I took my two older daughters to see Snow White and the Huntsman last week. We had all loved the re-invisioned Alice in Wonderland by this team, so we thought we would like seeing Snow White transformed into a warrior princess. I have to admit up front that the Disney Snow White is one of my least favorite heroines ever. Yes, she’s nurturing and caring, which are good things. But…she falls in love with a guy who sings one song to her and is so wimpy. I like more spunk in my heroines! There, I said it.
Anyway, my daughters and I generally enjoyed Snow White and The Huntsman. It’s very dark and definitely not for younger children, but adolescents will enjoy the magic and the themes of good versus evil. Also, like Adventures in Wonderland, this is a beautifully shot movie.
There was an aspect of the film that haunted me, as a woman in her 40′s. The evil queen is obsessed with maintaining her youth and beauty. She drains the youth from others in order to maintain her own.
As I watched the film, I wondered about the struggle of aging for women who believe that their beauty and sexuality are their power. If one equates one’s appearance with one’s power, as we see in postfeminism, otherwise known as enlightened sexism, what happens to power as one ages and loses sex appeal? The queen’s ruthless desire to hold onto her power is akin to the ruthless ways women subject their bodies to surgery and extreme dieting and exercise. And frankly, as a woman of 41, I understand the desire to do this. When a woman’s been told since she’s a child that her beauty and sexiness are her main source of power, it is very, very difficult to age with grace. Sometimes it’s even a struggle to know what it means to age with grace. Does coloring my hair make me shallow? What if I get botox? What does getting or not getting plastic surgery mean to me emotionally?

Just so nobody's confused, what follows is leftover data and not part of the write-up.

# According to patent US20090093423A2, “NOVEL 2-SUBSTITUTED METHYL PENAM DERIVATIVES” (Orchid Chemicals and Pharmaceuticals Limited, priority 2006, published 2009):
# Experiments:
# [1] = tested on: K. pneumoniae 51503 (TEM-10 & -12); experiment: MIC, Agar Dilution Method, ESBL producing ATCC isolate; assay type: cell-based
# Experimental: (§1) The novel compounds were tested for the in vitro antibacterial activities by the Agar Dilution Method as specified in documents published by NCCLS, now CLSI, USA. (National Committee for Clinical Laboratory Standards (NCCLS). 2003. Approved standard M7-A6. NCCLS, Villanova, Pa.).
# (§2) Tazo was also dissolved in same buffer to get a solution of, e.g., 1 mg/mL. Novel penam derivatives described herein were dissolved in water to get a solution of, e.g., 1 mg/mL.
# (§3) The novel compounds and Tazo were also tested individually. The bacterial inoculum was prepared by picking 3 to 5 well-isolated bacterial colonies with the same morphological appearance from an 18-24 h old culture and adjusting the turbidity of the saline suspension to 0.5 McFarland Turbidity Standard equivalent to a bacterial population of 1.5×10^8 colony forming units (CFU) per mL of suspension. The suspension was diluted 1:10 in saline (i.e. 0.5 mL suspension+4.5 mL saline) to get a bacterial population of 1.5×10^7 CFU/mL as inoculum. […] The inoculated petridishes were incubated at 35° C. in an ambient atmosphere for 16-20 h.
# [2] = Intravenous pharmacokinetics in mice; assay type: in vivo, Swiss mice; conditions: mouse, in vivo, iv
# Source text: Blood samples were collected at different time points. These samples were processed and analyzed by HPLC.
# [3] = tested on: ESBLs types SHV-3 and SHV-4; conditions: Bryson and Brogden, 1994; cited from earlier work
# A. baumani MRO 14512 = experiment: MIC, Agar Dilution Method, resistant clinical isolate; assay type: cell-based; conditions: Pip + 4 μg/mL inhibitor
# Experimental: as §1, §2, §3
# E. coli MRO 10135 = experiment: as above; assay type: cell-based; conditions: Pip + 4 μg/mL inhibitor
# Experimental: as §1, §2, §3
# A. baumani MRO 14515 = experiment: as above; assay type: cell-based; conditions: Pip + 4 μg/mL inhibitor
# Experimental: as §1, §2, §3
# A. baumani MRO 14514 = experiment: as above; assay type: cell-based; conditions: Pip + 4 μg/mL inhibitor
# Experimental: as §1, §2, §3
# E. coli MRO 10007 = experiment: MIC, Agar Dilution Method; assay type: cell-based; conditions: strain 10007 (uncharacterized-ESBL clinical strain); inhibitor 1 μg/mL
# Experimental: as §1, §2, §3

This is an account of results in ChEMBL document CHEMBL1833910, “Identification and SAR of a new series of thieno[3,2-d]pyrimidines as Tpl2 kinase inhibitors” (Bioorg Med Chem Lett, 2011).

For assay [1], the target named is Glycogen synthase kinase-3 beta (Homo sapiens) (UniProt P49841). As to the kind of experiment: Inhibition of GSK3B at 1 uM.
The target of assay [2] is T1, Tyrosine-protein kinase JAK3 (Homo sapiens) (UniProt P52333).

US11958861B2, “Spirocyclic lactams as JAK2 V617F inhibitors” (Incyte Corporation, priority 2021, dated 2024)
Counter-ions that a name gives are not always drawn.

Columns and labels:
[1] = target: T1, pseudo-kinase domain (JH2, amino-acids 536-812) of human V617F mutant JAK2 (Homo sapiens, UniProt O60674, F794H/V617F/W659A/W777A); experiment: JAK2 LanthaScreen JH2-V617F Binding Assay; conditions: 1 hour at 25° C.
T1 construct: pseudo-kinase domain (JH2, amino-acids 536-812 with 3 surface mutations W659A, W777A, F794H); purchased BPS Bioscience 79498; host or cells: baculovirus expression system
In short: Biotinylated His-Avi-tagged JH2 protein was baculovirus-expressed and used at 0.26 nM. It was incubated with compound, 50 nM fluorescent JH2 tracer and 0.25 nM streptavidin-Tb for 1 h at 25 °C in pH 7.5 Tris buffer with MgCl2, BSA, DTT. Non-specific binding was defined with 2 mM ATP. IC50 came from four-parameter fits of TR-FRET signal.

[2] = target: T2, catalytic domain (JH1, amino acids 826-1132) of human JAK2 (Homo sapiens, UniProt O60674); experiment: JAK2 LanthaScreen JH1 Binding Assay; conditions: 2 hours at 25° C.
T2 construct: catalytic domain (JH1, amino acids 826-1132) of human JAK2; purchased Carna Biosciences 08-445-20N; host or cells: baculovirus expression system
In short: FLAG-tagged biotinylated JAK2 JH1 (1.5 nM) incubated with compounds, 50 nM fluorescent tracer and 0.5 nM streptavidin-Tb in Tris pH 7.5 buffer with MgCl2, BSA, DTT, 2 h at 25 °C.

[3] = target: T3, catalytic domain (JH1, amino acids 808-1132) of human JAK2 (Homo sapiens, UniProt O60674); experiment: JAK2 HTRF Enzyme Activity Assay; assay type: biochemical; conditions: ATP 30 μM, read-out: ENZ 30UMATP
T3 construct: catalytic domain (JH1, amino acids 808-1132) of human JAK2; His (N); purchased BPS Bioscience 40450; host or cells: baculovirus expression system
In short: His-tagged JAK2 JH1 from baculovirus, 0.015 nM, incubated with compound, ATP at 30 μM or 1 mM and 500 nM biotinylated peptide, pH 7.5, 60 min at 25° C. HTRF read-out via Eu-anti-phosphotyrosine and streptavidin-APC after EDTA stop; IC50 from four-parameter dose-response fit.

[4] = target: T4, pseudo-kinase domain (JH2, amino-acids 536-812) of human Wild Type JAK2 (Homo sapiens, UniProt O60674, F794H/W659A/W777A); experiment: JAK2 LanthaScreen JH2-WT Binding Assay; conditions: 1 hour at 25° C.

When a woman looks at the media’s version of beauty and sees only youth, when she sees examples all the time of older women who are striving to look younger, when media pundits comment on the physical appearance of female politicians, it’s difficult to know how to feel about one’s own aging. And yet, I wonder….
What legacy do we leave younger women if we choose to embrace our age instead of hide it? Is there a way to find, for myself, the beauty of aging? Can I learn to love the way that my life experiences have shaped and formed me, cognitively, spiritually, emotionally, and physically? And when I find a way to do those things, can I share that perspective with my own daughters and the young women in my life?
Because they need it my friends, desperately. Our younger sisters, our own daughters, they need to know that their power does not lie in their appearance and sexuality alone. They need to see examples of strong, courageous, brilliant, amazing women who are living everyday as world changers and who are not worrying about their wrinkles and weight. I’m not talking about ignoring our health, I believe strongly in taking care of one’s body in a healthy, positive way. What I am talking about is letting go of trying to look perfect, and instead focusing on learning to be the best you that you can be. When women let go of the burden of looking perfect and embrace the beauty of their individuality, they can say, “Mirror, mirror on the wall, get out of my way, I’ve got a world to change!”